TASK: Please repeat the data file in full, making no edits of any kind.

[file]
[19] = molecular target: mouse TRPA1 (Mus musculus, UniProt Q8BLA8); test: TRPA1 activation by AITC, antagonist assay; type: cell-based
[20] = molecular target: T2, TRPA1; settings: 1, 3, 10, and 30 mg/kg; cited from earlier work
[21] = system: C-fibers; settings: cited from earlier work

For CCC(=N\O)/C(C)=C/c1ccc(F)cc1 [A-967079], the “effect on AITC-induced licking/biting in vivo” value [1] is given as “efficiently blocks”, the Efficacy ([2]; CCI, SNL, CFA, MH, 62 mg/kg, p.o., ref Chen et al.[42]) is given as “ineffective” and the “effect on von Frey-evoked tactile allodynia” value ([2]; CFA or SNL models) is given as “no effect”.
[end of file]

[19] = molecular target: mouse TRPA1 (Mus musculus, UniProt Q8BLA8); test: TRPA1 activation by AITC, antagonist assay; type: cell-based
[20] = molecular target: T2, TRPA1; settings: 1, 3, 10, and 30 mg/kg; cited from earlier work
[21] = system: C-fibers; settings: cited from earlier work

For CCC(=N\O)/C(C)=C/c1ccc(F)cc1 [A-967079], the “effect on AITC-induced licking/biting in vivo” value [1] is given as “efficiently blocks”, the Efficacy ([2]; CCI, SNL, CFA, MH, 62 mg/kg, p.o., ref Chen et al.[42]) is given as “ineffective” and the “effect on von Frey-evoked tactile allodynia” value ([2]; CFA or SNL models) is given as “no effect”.